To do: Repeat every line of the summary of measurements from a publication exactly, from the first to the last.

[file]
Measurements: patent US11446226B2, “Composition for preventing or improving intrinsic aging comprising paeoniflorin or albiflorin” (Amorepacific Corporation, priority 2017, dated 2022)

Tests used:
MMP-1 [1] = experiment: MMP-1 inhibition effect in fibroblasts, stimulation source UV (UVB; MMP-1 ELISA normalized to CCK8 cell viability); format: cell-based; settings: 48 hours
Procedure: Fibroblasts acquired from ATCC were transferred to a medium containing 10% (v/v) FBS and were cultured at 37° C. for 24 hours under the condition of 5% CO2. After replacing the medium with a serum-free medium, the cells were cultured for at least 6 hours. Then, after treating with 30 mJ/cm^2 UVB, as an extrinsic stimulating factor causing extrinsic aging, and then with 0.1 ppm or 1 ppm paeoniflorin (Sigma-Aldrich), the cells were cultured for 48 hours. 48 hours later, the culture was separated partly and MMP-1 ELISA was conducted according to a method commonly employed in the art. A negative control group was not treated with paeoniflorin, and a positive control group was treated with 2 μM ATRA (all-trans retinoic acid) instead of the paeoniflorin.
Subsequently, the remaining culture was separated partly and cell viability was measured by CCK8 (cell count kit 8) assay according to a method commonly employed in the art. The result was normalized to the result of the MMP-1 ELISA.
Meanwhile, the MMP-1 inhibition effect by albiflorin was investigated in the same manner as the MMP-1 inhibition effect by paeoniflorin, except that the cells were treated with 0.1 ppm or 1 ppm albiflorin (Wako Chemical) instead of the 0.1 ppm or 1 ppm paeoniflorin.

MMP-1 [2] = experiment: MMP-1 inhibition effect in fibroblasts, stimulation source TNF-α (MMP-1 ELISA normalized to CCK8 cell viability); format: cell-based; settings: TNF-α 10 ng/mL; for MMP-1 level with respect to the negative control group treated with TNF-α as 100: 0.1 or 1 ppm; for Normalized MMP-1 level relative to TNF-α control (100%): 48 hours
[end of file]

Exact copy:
Measurements: patent US11446226B2, “Composition for preventing or improving intrinsic aging comprising paeoniflorin or albiflorin” (Amorepacific Corporation, priority 2017, dated 2022)

Tests used:
MMP-1 [1] = experiment: MMP-1 inhibition effect in fibroblasts, stimulation source UV (UVB; MMP-1 ELISA normalized to CCK8 cell viability); format: cell-based; settings: 48 hours
Procedure: Fibroblasts acquired from ATCC were transferred to a medium containing 10% (v/v) FBS and were cultured at 37° C. for 24 hours under the condition of 5% CO2. After replacing the medium with a serum-free medium, the cells were cultured for at least 6 hours. Then, after treating with 30 mJ/cm^2 UVB, as an extrinsic stimulating factor causing extrinsic aging, and then with 0.1 ppm or 1 ppm paeoniflorin (Sigma-Aldrich), the cells were cultured for 48 hours. 48 hours later, the culture was separated partly and MMP-1 ELISA was conducted according to a method commonly employed in the art. A negative control group was not treated with paeoniflorin, and a positive control group was treated with 2 μM ATRA (all-trans retinoic acid) instead of the paeoniflorin.
Subsequently, the remaining culture was separated partly and cell viability was measured by CCK8 (cell count kit 8) assay according to a method commonly employed in the art. The result was normalized to the result of the MMP-1 ELISA.
Meanwhile, the MMP-1 inhibition effect by albiflorin was investigated in the same manner as the MMP-1 inhibition effect by paeoniflorin, except that the cells were treated with 0.1 ppm or 1 ppm albiflorin (Wako Chemical) instead of the 0.1 ppm or 1 ppm paeoniflorin.

MMP-1 [2] = experiment: MMP-1 inhibition effect in fibroblasts, stimulation source TNF-α (MMP-1 ELISA normalized to CCK8 cell viability); format: cell-based; settings: TNF-α 10 ng/mL; for MMP-1 level with respect to the negative control group treated with TNF-α as 100: 0.1 or 1 ppm; for Normalized MMP-1 level relative to TNF-α control (100%): 48 hours